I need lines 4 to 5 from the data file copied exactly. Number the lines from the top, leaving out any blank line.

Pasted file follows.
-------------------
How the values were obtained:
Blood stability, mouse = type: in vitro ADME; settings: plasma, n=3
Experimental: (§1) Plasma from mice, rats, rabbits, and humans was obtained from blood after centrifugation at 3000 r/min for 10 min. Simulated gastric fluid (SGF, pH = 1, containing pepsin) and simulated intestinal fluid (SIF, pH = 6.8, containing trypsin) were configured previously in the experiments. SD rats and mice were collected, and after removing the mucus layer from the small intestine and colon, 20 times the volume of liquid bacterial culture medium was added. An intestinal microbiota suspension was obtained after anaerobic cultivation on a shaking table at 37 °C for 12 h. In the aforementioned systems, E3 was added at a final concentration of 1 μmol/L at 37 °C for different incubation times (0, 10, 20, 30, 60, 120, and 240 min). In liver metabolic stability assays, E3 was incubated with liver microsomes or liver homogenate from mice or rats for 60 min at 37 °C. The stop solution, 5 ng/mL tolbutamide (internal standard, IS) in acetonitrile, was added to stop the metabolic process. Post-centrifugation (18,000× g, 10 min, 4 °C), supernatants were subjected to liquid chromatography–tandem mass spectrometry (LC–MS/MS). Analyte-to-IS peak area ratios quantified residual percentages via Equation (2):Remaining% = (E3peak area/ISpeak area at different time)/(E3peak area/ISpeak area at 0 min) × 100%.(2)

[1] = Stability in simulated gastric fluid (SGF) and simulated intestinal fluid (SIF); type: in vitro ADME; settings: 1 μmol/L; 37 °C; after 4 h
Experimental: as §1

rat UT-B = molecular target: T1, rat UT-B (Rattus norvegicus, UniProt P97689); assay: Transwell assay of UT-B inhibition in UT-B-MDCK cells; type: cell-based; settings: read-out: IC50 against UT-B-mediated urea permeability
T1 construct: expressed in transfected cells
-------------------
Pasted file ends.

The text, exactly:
[1] = Stability in simulated gastric fluid (SGF) and simulated intestinal fluid (SIF); type: in vitro ADME; settings: 1 μmol/L; 37 °C; after 4 h
Experimental: as §1